Bulk compress and optimize image for web

Optimize Images

Bulk image compression Mac and Windows (Before Upload)

If you have some high res images and wants to compress them before upload photoshop is one of the more powerful tool to do your compression. However to do it in bulk quickly I have found a better tool xnConvert. It does compression and resize.

Image compression vs file compression

Firstly do not get confuse with image compression and files compression they are different types of process altogether. Images compression (Lossy) uses algorithms to determine how best to reduce data/pixels to maintain the same viewing effect on a screen. Where else a file compression finds ways to reduce file size by looking at repetitive data stream and grouping them together and it works for any types of files. After a file is compressed they are commonly save as file types  zip, tar, or gzip depending on their compression methods.

Compression criteria

There are many criteria to reduce image file size. I typically work with these 3:

1 – Size
Size is tricky for images you want to keep at full width or full height and responsive, I typically just use the ratio of 1920×1200 for maximum prettiness and 1280×1024 for most cases and 800×600 for maximum file save (like a mobile intensive site). Anything else with a consistent size you can just use the chrome plugin MeasureIt  to measure the size you need in pixels.

typical image size presets

2 – DPI
We wont go into explaining Dots Per Inches (DPI) you can google and read up on that. Simply put , it is the amount of Pixels Per Inch (PPI) which is more commonly known as DPI from the printing era. They both mean the amount of image information per square inch.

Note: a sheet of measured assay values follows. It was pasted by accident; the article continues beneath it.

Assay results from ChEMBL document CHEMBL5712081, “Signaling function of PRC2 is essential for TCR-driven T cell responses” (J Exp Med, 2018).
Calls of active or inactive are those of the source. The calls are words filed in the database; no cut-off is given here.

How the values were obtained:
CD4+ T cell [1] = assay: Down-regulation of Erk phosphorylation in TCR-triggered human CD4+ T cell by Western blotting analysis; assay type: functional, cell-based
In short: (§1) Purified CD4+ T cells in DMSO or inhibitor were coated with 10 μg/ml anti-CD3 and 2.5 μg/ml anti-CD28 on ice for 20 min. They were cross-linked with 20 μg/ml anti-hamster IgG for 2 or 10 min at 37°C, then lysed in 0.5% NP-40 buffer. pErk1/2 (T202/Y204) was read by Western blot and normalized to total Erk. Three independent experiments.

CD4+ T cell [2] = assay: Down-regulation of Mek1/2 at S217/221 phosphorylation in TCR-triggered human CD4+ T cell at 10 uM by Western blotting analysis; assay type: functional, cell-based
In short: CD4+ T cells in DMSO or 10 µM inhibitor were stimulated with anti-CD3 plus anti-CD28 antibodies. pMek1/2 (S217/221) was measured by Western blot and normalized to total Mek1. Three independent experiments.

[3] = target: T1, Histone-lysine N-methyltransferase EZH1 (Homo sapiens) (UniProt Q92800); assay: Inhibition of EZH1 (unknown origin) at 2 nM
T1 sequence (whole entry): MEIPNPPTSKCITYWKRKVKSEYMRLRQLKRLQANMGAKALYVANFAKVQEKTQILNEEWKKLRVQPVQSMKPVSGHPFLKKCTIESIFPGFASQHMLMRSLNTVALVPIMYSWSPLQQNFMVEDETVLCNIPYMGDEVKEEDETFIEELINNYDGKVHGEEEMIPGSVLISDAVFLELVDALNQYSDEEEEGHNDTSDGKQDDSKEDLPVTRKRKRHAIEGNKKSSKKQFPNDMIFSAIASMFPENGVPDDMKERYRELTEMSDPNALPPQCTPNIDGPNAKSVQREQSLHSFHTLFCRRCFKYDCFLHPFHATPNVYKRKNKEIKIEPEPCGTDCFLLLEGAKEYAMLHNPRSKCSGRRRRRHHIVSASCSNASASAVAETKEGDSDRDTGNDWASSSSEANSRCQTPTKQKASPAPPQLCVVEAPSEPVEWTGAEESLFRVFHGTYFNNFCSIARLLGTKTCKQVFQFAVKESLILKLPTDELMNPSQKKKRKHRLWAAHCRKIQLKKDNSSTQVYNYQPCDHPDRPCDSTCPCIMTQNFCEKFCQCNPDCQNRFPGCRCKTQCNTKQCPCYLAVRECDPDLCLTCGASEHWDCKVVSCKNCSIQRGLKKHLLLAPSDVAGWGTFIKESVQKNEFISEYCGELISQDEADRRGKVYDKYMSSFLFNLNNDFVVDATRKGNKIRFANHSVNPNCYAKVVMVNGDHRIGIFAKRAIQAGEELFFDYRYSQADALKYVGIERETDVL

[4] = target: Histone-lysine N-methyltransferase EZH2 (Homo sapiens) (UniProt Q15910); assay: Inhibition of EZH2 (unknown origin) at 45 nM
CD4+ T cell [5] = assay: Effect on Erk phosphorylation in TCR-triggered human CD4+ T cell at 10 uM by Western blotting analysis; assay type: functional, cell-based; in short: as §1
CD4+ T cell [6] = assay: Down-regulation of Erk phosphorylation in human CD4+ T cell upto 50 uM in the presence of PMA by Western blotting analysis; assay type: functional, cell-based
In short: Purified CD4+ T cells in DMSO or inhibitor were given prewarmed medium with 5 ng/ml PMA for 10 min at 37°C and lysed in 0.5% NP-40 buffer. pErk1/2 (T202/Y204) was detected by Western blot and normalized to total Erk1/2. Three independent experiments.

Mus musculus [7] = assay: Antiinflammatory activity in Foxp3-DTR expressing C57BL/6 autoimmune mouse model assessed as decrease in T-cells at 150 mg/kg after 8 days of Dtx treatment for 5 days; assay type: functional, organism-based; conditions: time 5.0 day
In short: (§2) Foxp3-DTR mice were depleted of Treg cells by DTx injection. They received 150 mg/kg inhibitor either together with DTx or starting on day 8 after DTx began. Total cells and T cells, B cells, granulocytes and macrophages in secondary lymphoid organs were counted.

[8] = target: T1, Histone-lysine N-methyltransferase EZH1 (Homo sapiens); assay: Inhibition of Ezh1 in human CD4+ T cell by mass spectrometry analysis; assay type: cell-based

All you need to remember here is that :

300dpi is good for hi-res large format printing like banners.
150 dpi is just good enough for a4 prints
75 dpi is sufficient for most web display (why not 72dpi)

3- File type
PNG (use for vector images or text or transparent bg)
Portable Network Graphics is a lossless file format created with the intent to replace the GIF format, due to the patent restrictions of GIF compression. The project was a success and we now have complete access to the format, which is patent-free, has great compression, and is widely supported by web browsers. PNG files are used primarily for transparent images, simple-color images, and images that have hard lines, like text and vector images.(not image, not gradient)

JPEG (use for photos or images with gradients)
Joint Photographic Experts Group created a file format, creatively named JPEG to handle complex-color photographic images. When saving a file as a JPEG, users have the choice of quality vs. compression. More compression results in a smaller file size, but you will lose quality. Obviously, less compression results in a larger file-size, but also a higher-quality image. The great thing about JPEG compression is that you can usually find a balance that both looks good and has a small file size. Unfortunately, JPEG files have no transparency. Additionally, the file format is lossy, meaning that it loses some of it’s data each time it is compressed.

GIF (use for animation)

Read and view here to see the compression differences

4 – Compression type
Depending on your file format they have their own compression, for more advance compression you can research the different type of compression algorithms available to different tools.

Batch Compressing images with xnConvert on your Mac and PC

1 – Choose files.
Cool thing here is that you don’t have to duplicate these files xnconvert will create a separate copy leaving your original copies intact.

xnconvert step by step guide - step 1 choose image

2 – Choose compression criteria known as actions here in xnconvert.
A – Resize

xnconvert choose action resize

B – set DPI

xnconvert set dpi

C – output>file format(jpeg) > settings

xnconvert Jpeg image compressiion

D- remove meta data from image to reduce file size
xnconvert bulk remove meta data

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